As a repository of clinical trial information, few databases are as trusted – or as widely used – as www.clinicaltrials.gov. A service of the U.S. National Library of Medicine, clinicaltrials.gov aims to provide comprehensive information on privately and publicly funded clinical studies conducted around the world. Many drug developers mine the database to facilitate decisions on trial design, investigator recruitment, and site selection. However, relying on a single source may not yield robust, reliable data: just as researchers must cite multiple sources to support their published findings, so too should industry gather information from multiple databases to make well-informed decisions about clinical trials.
To be fair, clinicaltrials.gov was not designed for the purposes it’s used for today, which the architects of the Food and Drug Administration Amendments Act (FDAAA) may not have foreseen. Nevertheless, for all its value, clinicaltrials.gov is inconsistent in the frequency of its updates, as well as in the level of detail and the quality of its uploaded data. It is limited by the fact that it relies almost entirely on trial sponsors (and the CROs that work on their behalf) to populate its database. That limitation is illustrated by a trial spreadsheet* we recently downloaded from clinicaltrials.gov. At first glance, the spreadsheet appears to supply important information on individual sites in a multicenter trial: for each site, there is a field for the contact name, telephone number, email address, and status (i.e., recruiting, not yet recruiting, enrollment complete), as well as a field for the date of the most recent change to the site’s record. However, many of these fields are populated with null or otherwise useless information. For example, in the column that purportedly lists each site’s contact person, not one actual name appears; instead, the user is directed to “Please contact the [trial sponsor].” Similarly, the “contact email” column lists a sponsor email address for each trial site, as opposed to the site’s email. Additionally, for many sites the “last change” date is 2014 – one goes back to 2013 — suggesting that the site records are outdated.
That spreadsheet, with its many unpopulated fields, may be an extreme case of data deficiency, though it illustrates how some trial sponsors and CROs do not update trial data on clinicaltrials.gov with the requisite quality or frequency. It’s hard to make sense of such deficient data, much less base important decisions on them.
To a great extent, the phenomenon of data deficiency reflects the largely manual, 20th century process of updating the information gaps in trial listings. This should no longer be acceptable as there are 21st century solutions. While sponsors spend months manually vetting trial sites and spinning wheels, patients in need are waiting for new therapies.
It is possible to shorten patients’ waiting time through the use of a dynamic, continually updated data analytics engine powered by integrated algorithms that generate richer data than that provided by outmoded processes. For the same trial summarized in the downloaded clinicaltrials.gov spreadsheet, we at Phesi can create a spreadsheet that provides real-time data, including the investigator’s name, degree, affiliation, street address, city, state, zip code, and – importantly – the number of patients enrolled at each site.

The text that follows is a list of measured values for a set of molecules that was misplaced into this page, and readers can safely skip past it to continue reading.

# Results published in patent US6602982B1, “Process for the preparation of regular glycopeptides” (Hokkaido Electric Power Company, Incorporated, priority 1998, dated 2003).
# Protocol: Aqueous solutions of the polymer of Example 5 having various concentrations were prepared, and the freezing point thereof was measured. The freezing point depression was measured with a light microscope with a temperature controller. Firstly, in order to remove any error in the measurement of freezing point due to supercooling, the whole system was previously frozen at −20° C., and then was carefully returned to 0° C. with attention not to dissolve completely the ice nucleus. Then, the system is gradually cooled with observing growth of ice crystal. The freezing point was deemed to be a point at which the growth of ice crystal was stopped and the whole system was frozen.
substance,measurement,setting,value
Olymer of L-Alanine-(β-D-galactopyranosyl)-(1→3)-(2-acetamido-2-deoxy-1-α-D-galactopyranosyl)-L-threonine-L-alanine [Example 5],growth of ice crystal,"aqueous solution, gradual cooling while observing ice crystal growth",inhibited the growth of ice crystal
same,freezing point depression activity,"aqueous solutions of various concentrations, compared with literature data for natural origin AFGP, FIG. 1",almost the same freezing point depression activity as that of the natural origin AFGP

To make it even easier for sponsors to utilize AI-powered technology, we recently launched ClinSite™, a Software as a Service (SaaS) solution that enables companies to do their own searching and site selection, with precise and accurate results in just a few keystrokes. Powered by our analytics platform, ClinSite™ enables forensic examination of investigator site performance data to identify consistently top-performing sites. It can help sponsors determine key factors to optimize site selection and understand why individual investigators consistently under- or over-perform versus their peers.
Our system cross-compares data points from as many as 80,000 sources – including clinicaltrials.gov – a feature that enhances data potency. Our vast and growing database, powered by data from 4.2 million physicians, 600,000 investigator sites, and 330,000 clinical trials in 240 countries, enables direct comparisons of similarly sized trials in the same therapeutic area. The database can also reveal individual investigators who specialize in, for example, newer biologic agents (as opposed to chemical agents), a benefit that can allow sponsors to build a pool of highly specialized and efficient research sites.
The limited utility of resources such as clinicaltrials.gov underscores how we can’t afford to spend a lot of time poring over voluminous and incomplete data. With advanced trial-modeling technology, it is now possible for trial sponsors to identify and activate top-performing sites while closing down under-performing sites, thereby shortening enrollment cycle time and potentially saving millions of dollars. Advanced data analytics allow you to use integrated datasets to your advantage, and to do it right the first time. After all, patients’ lives are at stake. What are you waiting for?
*NOTE to readers: If you would like to see the above-mentioned clinicaltrials.gov spreadsheet and a comparison with ClinSite™ , please reach out to email@example.com.